I remember a time about 10 to 12 years ago when rumblings emerged about the annual HIMSS Conference. Some people—not a lot, but some—were saying that the annual conference of the largest association of healthcare IT professionals (the Chicago-based Healthcare Information and Management Systems Society) had simply become too big—the crowds were too big, it was becoming too difficult to engage in serious discussions, it was simply becoming a hassle to attend and participate, etc.
There were of course legitimate complaints. Indeed, with regard to the size of the conference, HIMSS 2008 had 29,179 attendees, according to a history of the association and the conference compiled by members of the HIMSS Legacy Workgroup; whereas attendance at this year’s conference, as of Tuesday, March 6, was 42,608—more than 68 percent more people attending. So, clearly, the HIMSS Conference has become gigantic—so much so that only three cities—Las Vegas, Orlando, and Chicago—can now fully accommodate it. Remember that the conference requires a vast constellation of physical spaces of different sizes (all the way from a main ballroom accommodating more than 8,000 attendees, down to several hundred smaller rooms, including classroom-sized rooms for meetings), as well as an immense set of exhibit halls; and enough hotel rooms to accommodate nearly 45,000 people; and airports with sufficient flight to fly all those people in and out essentially at the same time.
In any case, the murmur of grumblings a decade-ish ago was not purely about crude numbers. It was also about the feeling, in some quarters, that HIMSS’ focus had become too diffuse over time. Certainly, back in the 1990s and in the very early 2000s, there was a somewhat diffuse feeling around the HIMSS Conference in general. I remember back in the 1990s, the tenor of the conference, which was quite unfocused compared to these days. Walking the exhibit floor back then, one observed a kind of miscellaneous smorgasbord of vendor offerings, with vendors kind of all over the place in terms of the wares they had for sale, and most systems, particularly electronic health record (EHR) systems very closed and proprietary then (indeed, EHR vendors took pride in the closedness of their systems—really). There was also a lot of vaporware on display then (and that was one of the commonest complaints 10 to 20 years ago).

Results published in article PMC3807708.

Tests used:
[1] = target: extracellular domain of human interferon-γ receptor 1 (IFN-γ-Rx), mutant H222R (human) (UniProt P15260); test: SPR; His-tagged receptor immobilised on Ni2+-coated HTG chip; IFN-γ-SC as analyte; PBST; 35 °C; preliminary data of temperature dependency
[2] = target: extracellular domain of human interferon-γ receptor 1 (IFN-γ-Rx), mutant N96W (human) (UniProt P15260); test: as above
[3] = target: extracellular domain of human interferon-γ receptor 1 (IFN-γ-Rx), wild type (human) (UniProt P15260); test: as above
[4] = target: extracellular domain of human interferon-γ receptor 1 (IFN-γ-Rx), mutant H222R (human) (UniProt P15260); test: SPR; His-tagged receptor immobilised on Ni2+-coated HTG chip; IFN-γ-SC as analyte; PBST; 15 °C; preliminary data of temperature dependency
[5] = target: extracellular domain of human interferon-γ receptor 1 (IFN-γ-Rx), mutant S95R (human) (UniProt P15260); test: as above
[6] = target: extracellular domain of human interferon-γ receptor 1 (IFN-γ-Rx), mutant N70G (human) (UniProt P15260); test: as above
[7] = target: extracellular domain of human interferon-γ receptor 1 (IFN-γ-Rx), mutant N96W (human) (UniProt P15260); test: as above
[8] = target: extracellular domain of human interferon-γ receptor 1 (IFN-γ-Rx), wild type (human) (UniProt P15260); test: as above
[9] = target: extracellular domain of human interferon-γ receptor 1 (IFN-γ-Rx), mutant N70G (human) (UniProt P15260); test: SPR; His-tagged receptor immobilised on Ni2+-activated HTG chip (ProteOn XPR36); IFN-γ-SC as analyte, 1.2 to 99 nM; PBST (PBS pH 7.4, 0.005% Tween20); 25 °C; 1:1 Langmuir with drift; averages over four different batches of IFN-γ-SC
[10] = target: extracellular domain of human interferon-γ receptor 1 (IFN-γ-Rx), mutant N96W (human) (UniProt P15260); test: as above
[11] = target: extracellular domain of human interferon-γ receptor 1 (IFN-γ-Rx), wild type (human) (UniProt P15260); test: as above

Well, everything changed in 2009, when the U.S. Congress passed, and President Obama signed into law, the ARRA (American Recovery and Reinvestment Act of 2009), one piece of which was the HITECH (Health Information Technology for Economic and Clinical Health) Act. Yes, Virginia, the HITECH Act changed everything. Certainly, HITECH’s passage changed the trajectory of EHR implementation, turbo-charging the forward advance of EHR adoption in both hospitals and physician practices. Prior to 2009, depending on who’s doing the counting, somewhere around 40 percent of hospitals had fully implemented EHRs (and that’s only the basic implementation, not more advanced clinical information systems development), and no more than 15 percent of physician practices (counting quite liberally) had done so. Fast-forward to 2018, and virtually every Medicare-participating hospital is live on an EHR, as are the vast majority of physician practices. And that changed the entire landscape of healthcare IT.
For one thing, once EHRs had become near-universalized, that opened the door to the adoption of more advanced solutions, including analytics tools and other technologies. The EHR has been foundational for so much of everything else that’s come along in the past decade.
But the impact of HITECH, and of its prescriptive meaningful use program, has been only one piece of this puzzle. The passage in 2010 of the Affordable Care Act (ACA) totally transformed the landscape of U.S. healthcare for the leaders of patient care organizations, and therefore, the operational landscape for healthcare IT leaders. Along with it came the value-based purchasing program under the Medicare program, the mandatory readmissions reduction program also under Medicare, and a mix of mandatory and voluntary bundled-payment programs, and voluntary accountable care organization (ACO) programs, also under Medicare. And every single one of those programs required transformed healthcare IT, including a new generation of data and analytics strategies and tools.